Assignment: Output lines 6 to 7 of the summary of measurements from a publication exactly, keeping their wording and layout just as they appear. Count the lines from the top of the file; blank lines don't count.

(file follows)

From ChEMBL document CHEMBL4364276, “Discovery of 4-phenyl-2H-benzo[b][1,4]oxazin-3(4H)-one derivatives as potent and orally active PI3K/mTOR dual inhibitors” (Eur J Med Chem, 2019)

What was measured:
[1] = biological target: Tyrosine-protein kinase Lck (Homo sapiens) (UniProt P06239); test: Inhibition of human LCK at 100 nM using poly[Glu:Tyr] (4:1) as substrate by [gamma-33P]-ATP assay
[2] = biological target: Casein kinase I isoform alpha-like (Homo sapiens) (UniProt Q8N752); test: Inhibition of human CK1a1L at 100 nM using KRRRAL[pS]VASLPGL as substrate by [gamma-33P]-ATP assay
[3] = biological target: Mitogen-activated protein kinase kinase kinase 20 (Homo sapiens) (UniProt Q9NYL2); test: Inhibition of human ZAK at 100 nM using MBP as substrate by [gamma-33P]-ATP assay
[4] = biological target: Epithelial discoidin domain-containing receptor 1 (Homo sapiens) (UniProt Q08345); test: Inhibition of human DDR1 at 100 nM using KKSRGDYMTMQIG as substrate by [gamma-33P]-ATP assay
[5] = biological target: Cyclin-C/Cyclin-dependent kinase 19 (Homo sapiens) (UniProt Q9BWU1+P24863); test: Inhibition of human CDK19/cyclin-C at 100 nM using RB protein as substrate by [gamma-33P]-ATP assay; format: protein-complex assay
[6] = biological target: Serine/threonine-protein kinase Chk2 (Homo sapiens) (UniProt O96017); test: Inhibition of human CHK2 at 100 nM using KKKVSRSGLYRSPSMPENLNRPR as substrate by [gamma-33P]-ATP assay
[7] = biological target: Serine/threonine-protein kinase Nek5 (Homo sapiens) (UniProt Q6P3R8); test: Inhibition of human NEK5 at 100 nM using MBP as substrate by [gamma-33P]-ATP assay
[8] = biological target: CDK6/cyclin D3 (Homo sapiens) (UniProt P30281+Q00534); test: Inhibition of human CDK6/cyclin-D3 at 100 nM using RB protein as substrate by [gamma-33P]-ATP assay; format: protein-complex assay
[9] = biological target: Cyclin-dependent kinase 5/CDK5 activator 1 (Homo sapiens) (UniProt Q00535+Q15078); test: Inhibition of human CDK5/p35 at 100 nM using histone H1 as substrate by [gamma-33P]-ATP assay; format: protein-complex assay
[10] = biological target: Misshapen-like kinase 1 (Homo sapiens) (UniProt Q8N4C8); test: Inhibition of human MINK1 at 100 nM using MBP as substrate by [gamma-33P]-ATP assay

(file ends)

[4] = biological target: Epithelial discoidin domain-containing receptor 1 (Homo sapiens) (UniProt Q08345); test: Inhibition of human DDR1 at 100 nM using KKSRGDYMTMQIG as substrate by [gamma-33P]-ATP assay
[5] = biological target: Cyclin-C/Cyclin-dependent kinase 19 (Homo sapiens) (UniProt Q9BWU1+P24863); test: Inhibition of human CDK19/cyclin-C at 100 nM using RB protein as substrate by [gamma-33P]-ATP assay; format: protein-complex assay